Tag Archives: high school senior

Bomb Shelter High School – Legend


This legend is from K’s friend of a friend. K was born in Canada but moved to southern California when they were 10 where K went to school. K is currently a sophomore studying Screenwriting at SCA.


K’s high school circulated a story about a bunker under the auditorium that had built as a bomb shelter that had been built during the Second World War. “Which, in retrospect doesn’t really make sense because our high school was built after that.” Basically, one of K’s friends wanted to confirm if it was true. There was an upper-field area that he searched in, the auditorium area that he searched underneath, and eventually he gave up trying to find it. But, K’s AP Environmental Science teacher was like “Hey, don’t worry, it definitely exists.” So, K’s friend went back and tried to find it. K believes it might have originated from the orchestra pit, and a student seeing something freaky down there. Regardless, the story has become something the seniors tend to pass on to the freshman.


This narrative is a legend; it is set in a time in history that’s remained to the present and the basis of the story is whether or not it is real or fake. Legends often explore if the improbable or impossible is, in fact, possible and in doing so make their audience question whether or not the impossible truly is possible in the real world. The readers can examine their perception of what the real world may be. In the case of the school, the students will always have something to be curious and engaged about. Most children’s lore, including teenagers, are anti-hegemonic for the larger education system. For high school, this evolves into a more intentional and rebellious perception of the outside world. To have a story that introduces inherent falsehood in the school, I believe these teenagers will have something to place their growing pains and rebellious energy in. The backstory of the bomb shelter being built during World War II, or even the Cold War, easily becomes both a flashback into the power of the past and also the absurdity of it; the very thought of a nuclear bomb now seems ridiculous and unlikely. When students place their interest or belief into this possibly true blast from the past, they will place themselves on a high moral pedestal from which to judge history. This encourages childhood anti-hegemony and confidence in themselves, that we have evolved past a time where we needed bomb shelters.

Senior ditch day

Main description:

AB: “Can you tell me about any traditions from your high school that stick out or seem special?”

DB: “Um, the only thing I can think of is senior ditch day. I don’t know if you wanna hear about that though, it’s kinda dumb.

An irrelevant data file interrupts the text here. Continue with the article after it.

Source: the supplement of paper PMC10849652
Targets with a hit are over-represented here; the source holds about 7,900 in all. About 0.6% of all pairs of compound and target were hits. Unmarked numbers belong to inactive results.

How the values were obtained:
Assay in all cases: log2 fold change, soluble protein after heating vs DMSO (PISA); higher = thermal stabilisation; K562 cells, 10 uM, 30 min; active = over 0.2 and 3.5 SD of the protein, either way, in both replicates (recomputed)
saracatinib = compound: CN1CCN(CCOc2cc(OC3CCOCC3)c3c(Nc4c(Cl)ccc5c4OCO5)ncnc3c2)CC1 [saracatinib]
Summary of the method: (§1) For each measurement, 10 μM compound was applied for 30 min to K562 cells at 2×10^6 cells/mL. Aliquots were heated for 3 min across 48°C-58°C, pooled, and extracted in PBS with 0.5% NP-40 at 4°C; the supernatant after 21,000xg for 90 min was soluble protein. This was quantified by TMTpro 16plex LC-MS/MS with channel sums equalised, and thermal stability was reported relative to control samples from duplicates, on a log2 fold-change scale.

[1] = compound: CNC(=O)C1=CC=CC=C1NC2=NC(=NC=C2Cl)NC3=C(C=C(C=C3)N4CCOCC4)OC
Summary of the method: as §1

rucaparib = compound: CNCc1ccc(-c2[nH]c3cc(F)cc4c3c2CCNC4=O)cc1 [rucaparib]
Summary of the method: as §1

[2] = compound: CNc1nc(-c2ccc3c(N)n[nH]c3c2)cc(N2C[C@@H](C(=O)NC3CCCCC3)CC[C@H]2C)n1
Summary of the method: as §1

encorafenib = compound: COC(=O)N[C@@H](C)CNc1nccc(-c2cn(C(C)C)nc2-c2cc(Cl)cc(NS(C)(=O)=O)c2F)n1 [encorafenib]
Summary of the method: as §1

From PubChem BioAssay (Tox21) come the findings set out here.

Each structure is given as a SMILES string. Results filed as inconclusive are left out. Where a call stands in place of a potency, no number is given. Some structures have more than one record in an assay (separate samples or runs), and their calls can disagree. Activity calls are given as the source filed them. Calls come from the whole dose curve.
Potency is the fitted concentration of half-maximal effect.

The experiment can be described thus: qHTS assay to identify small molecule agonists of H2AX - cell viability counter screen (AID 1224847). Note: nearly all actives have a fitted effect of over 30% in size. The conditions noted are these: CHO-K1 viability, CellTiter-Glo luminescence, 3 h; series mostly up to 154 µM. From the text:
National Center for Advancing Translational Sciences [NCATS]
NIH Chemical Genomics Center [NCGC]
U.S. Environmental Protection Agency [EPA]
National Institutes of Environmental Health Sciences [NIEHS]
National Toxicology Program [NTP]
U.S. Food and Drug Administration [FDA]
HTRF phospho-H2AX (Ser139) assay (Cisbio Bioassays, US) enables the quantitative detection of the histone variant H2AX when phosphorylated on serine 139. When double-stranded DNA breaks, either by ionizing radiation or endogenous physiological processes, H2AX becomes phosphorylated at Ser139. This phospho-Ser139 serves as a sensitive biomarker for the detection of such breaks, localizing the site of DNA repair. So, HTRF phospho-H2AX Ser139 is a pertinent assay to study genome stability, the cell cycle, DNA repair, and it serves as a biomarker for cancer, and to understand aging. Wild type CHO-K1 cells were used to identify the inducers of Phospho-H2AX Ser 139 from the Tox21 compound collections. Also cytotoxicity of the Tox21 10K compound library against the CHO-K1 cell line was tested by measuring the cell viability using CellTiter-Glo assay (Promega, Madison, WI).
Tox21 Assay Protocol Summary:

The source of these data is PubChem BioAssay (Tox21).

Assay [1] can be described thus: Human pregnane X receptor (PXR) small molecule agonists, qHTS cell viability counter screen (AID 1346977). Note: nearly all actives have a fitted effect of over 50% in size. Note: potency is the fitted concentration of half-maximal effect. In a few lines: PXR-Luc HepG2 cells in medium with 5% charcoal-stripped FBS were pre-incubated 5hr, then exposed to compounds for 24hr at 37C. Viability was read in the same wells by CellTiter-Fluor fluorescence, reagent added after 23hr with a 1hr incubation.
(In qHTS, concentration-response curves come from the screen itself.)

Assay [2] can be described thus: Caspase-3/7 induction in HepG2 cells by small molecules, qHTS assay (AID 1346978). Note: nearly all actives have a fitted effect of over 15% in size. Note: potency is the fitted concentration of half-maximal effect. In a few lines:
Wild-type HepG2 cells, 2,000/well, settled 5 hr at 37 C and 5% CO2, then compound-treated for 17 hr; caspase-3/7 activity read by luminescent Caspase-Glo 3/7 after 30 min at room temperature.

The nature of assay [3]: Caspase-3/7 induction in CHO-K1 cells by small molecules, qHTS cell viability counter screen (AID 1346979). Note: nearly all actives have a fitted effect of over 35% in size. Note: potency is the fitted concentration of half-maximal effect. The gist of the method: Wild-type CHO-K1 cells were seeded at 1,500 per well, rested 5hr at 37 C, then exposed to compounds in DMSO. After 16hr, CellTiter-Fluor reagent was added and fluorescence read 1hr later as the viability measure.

AB: “Ditch day sounds great! Tell me about it.”

DB: “I mean. It’s what it sounds like. All the seniors ditch school, usually in one of the last weeks in second semester. It used to be that student council would decide when during secret meetings, but now we just have votes in secret Facebook groups. That’s what my year did anyway. Anyway. The teachers and school know about it of course, and it’s really funny seeing who’s cool with it and who’s not. Sometimes, teachers will be like, ‘Oh, I’m showing a movie that day, so I may forget to skip attendance, so hypothetically, I wouldn’t notice if say, half the class was gone, for some reason. Wink wink nudge nudge.’ But other teachers aren’t cool with it at all. They’ll like rant for several hours about how were seniors and should be responsible enough to go to school. Anyway, on ditch day, we all go to Tuna beach. You can only get there by taking this, like, super steep hike down, and we usually spend the night there, which means you’re hiking down on loose dirt on a steep hill with who knows how many pounds of food and stuff strapped to your back. That part isn’t fun, but the beach is super secluded and there’s places to make bonfires, which is why we go there. Anyway, you know what it’s like, lots of drinking, lots of drugs, a few hook-ups that usually cause drama. Oh I just remembered, there was this one girl my year who tried acid I think, but she was allergic to it and started having a reaction so the paramedics had to come get her, but they can’t carry her up the hike in a gurney so they have to take this, like, really long and windy private road down to the beach, and we were super scared because it took them a really long-ass time. Anyway. She survived. But it was super scary. Oh, I can’t believe I forgot… there was also another kid who couldn’t spend the night on the beach, so he drank as much as he could before hand and got alcohol poisoning and was really sick. That was happening at the same time as the acid-allergy girl, so. It was a really chaotic night. I guess they’re always like that.”

Informant interpretation:

AB: “Why is senior ditch day special to you?”

DB: “I mean, it’s the only time I ever did something rebellious in high school. Like actually rebellious, not just staying in my room all day watching TV rebellious.  I was also really proud of me and my friends for… for, ya know, not being a disaster. I mean, I threw up, but it was also my first night drinking, and it felt good to feel like I was becoming a college student.”

Personal interpretation:

Senior ditch day seems to be an important rite of passage for seniors at this high school, who may not have experimented with many substances before. While ideally this can be a safe place to experiment with alcohol and other substances likely to be encountered in college, it can also be quite dangerous because few people present have experience with substance-use and over-use.